Thursday, June 23, 2011
Mount Kinabalu in Sabah, Malaysia is one of the tallest peaks in Southeast Asia, rising at 4,095 meters. It is also considered one of the region's most important natural wonders and a UNESCO World Heritage Site. After the success of this year's climb, PinoyMountaineer.com is pleased to announce its second annual expedition to this premiere hiking destination from April 13 to 16, 2012. In partnership with Ivan About Town, we have forged an agreement with a very reliable adventure company with presence in both the Philippines and Malaysia. This Mt. Kinabalu expedition is designed for participants to truly appreciate Mt. Kinabalu by staying at the park for two nights and experience Kota Kinabalu, Malaysia by staying at a four-star hotel prior to the climb.
Only thirty (30) slots for Laban Rata are available at the moment. Considering the interest in Mt. Kinabalu, these are bound to be taken quickly. So highly-interested parties are enjoined to reserve slots as soon as possible by emailing firstname.lastname@example.org.
Cost and Inclusions
The cost of the Mt. Kinabalu Expedition is Php23,000, which will include: three nights accommodation, airport transfers, all meals as stated in the itinerary, transportation to and from Kinabalu Park HQ, climbing permits, mountain guide, climbing certificate, entrance fees and climb support including orientations in Manila.
Note that air tickets, airport taxes, terminal fees, tips for mountain guides and other gratuities, porter fees, personal expenses, mountain gear and equipment are not included in the package. Blue Cross Climbing Insurance is also available on request.
Arrival at Kota Kinabalu. Check-in at Promenade Hotel Kota Kinabalu
Meals on own account
Day 2 (B/L/D)
0600 Breakfast at hotel
0700 Take private transportation from KK to Mt. Kinabalu Park HQ
0800 ETA Park HQ; present booking; secure permit
0830 Take service to Timpohon gate jumpoff (packed lunch)
1400 Arrival at Laban Rata guesthouse; rest
1700 Take buffet dinner
1900 Assault preparations
2000 Sleep early
Day 3 (B/L/D)
0200 Wake up / Early breakfast at Laban Rata
0230 Start summit assault
0600 Arrival at Mt. Kinabalu summit (4095 MASL)
0730 Start descent
0930 Back at Laban Rata;
1300 ETA Kinabalu Park HQ; buffet lunch at Balsam Cafe
1500 Transfer to Mesilau; stay at Bishop's Head Resthouse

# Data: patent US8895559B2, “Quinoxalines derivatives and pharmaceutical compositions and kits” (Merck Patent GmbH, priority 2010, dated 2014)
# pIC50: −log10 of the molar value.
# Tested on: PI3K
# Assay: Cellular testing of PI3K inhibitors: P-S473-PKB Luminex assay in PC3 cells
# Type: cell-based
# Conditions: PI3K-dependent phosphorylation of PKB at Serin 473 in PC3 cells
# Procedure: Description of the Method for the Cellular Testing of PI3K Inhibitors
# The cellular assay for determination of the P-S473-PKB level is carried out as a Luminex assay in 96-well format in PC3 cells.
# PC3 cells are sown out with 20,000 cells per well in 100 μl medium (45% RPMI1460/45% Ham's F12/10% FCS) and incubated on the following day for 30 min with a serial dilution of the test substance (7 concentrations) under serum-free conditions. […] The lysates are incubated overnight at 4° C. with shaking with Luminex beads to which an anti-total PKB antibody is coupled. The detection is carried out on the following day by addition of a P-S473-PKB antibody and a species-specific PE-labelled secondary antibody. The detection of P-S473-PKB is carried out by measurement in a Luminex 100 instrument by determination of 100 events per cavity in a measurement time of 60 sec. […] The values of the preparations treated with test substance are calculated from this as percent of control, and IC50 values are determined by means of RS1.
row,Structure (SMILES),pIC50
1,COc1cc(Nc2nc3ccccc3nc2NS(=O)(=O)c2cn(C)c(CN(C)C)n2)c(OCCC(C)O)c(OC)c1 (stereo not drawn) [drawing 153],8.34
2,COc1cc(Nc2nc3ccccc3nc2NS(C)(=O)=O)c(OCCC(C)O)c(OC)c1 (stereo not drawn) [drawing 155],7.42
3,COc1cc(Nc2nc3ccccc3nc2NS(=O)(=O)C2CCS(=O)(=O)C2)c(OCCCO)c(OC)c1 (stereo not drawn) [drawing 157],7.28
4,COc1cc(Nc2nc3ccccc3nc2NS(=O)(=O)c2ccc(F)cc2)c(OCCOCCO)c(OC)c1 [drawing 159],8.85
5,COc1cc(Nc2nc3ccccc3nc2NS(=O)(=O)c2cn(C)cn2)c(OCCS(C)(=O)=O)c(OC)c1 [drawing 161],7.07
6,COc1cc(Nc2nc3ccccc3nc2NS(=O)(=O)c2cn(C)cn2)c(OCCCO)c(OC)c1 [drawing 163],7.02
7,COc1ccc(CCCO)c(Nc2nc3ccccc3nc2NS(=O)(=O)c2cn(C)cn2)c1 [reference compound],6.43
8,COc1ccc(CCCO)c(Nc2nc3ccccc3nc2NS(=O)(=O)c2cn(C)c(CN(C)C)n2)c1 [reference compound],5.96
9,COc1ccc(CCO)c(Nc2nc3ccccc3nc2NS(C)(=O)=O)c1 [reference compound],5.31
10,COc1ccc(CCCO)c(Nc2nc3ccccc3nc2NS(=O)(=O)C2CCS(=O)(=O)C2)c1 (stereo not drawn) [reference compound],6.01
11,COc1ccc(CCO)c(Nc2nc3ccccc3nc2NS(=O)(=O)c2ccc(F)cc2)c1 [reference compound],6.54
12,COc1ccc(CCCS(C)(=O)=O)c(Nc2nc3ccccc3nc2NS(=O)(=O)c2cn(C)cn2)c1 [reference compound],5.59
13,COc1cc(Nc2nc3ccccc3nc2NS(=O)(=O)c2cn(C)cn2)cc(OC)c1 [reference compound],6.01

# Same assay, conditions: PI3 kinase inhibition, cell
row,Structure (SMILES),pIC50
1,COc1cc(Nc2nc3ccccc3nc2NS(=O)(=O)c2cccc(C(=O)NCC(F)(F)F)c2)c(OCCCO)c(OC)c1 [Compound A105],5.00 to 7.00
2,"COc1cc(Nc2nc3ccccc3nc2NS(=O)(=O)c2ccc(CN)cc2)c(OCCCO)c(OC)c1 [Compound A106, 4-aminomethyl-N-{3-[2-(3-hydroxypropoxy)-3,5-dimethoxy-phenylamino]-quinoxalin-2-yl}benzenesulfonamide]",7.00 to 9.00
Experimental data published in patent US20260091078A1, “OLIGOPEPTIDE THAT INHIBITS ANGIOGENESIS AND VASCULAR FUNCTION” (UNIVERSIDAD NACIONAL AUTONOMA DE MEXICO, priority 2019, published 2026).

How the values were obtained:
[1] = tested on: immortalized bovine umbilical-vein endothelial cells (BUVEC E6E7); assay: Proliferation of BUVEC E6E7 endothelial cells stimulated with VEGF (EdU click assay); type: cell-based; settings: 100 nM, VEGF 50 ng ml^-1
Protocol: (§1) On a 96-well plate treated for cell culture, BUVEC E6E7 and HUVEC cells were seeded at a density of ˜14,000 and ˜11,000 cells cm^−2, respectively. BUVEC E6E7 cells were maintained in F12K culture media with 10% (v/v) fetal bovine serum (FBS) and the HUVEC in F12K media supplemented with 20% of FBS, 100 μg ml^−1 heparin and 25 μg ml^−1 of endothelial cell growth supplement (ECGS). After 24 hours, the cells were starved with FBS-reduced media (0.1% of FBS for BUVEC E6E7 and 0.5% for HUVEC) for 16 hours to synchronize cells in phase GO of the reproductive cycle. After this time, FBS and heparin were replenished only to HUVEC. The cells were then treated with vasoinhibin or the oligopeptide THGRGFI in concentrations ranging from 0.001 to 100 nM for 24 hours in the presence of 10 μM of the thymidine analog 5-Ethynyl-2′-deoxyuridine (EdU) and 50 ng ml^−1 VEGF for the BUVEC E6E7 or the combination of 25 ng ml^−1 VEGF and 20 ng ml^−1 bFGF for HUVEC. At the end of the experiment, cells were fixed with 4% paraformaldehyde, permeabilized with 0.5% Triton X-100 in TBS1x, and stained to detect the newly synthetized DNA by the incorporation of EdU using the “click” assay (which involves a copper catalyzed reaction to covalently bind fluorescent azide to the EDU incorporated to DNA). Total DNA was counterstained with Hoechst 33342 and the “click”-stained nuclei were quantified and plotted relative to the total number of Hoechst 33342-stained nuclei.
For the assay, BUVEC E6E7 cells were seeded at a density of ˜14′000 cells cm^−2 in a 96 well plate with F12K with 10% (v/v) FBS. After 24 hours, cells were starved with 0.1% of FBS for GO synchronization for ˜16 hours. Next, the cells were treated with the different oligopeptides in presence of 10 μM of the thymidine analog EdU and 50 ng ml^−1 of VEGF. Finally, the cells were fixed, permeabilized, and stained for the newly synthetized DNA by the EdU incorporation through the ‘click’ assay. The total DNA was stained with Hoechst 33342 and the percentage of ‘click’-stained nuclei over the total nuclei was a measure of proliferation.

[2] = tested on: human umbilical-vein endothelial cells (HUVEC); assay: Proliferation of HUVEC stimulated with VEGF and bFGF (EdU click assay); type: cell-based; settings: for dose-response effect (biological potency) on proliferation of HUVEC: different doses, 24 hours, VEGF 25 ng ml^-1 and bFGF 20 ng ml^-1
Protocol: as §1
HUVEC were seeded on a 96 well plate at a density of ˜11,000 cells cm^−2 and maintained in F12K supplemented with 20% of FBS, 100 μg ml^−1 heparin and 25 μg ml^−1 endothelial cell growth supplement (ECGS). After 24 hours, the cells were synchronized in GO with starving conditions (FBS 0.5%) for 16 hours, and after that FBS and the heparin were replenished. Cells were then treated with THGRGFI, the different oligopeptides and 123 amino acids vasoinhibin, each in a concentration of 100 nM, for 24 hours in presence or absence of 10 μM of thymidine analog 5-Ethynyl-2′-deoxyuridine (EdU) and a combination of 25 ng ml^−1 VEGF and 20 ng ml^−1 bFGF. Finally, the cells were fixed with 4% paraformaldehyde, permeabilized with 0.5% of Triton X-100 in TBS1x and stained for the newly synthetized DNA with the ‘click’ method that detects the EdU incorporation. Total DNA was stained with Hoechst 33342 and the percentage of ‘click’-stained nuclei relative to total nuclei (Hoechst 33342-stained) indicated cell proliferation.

1800 Dinner at Bishop's Head Resthouse
Day 4 (B)
Breakfast at Hotel. Transfer to Kota Kinabalu for flight to Manila
Reservations and Inquiries
To receive further details and to place reservations, e-mail email@example.com. Please include the following information:
Contact Person and Number (in case of emergency):
Passport Issue and Expiry Dates:
Medical Concerns (if any):
Low's Peak of Mount Kinabalu in Sabah (4,095 MASL)
Kinabalu Park & trekking up Mount Kinabalu in Sabah
Wednesday, June 22, 2011
What a great way to start the morning with a panoramic view of Tumon Bay! We had a welcome breakfast hosted by the Guam Visitors Bureau at Toh-Lee Restaurant of Hotel Nikko Guam to start the Maila Ta Fan Boka 2011 social media food tour. The restaurant is at the 16th floor of the hotel and glass windows offer visitors a scenic meal.
On one side of the restaurant, there was a demonstration on how to make a tortilla which of course goes with the kelaguen. This time, they served us Spam Kelaguen. Spam is quite popular both in Guam and Hawaii. They do know their Spam in these islands!
From Tumon, we motored to Talofofo to visit Cristian's Mango Farm. We do have a lot of mangoes in the Philippines. But there are a lot of varieties present in Guam. We were welcomed with some frozen mango which was a refreshing proposition on a really hot and humid day. There was also a demonstration on how to graft mango trees to speed up the fruit bearing process.
Our next stop for the day was Hamomoto Fruit World in Yona. Although almost all the fruits at the farm in available here in the Philippines, I was impressed with how they presented the farm, complete with a trolley tour of the grounds and its large collection of fruit trees.
Lunch was also at the farm. And we were served even more kinds of kelaguen. This time, there was also Beef Kelaguen on the table which I particularly enjoyed because of the really soft and tender meat. After the tour, we were served fresh lemon lime juice and fruits from the farm which included Star Fruit (Balimbing), Belimbi (Kamias) and Mountain Apple (Macopa). We were also asked to try something quite peculiar, coconut meat served with soy sauce and wasabi. The hard coconut meat actually tried mimick squid meat.
The last farm stop for the day was the Hydroponic Lettuce Farm. We were shown where the really good quality greens on the island are produced. The best part is we got to try the lettuce fresh from the farm!
For me, the highlight of the day was the visit to the Muna Home in Mangilao where we got to watch cooking demonstrations and savor local Chamoru cuisine. Earlier in the day, we were asked to randomly pick a recipe we would cook that night. And the Philippine delegation got Lechen Biringhenas (Grilled Eggplant in coconut Milk).
Among the dishes served to us included (1) Tinaktak (Beef with Coconut Milk), (2) Golai Appan Lemai (Breadfruit boiled in Coconut Milk), (3) Tininun Bariya (BBQ Ribs), (4) Tininun Mannok (BBQ Chicken), Hineksa Agaga (Red Rice), and Kelaguen Mannok. Everyone was raving about the Hotnon Babui (Roasted Pig)! It was a very meaningful dinner at the Muna Home which is known for its cooking tradition. There's nothing better than a home-cooked Chamoru meal.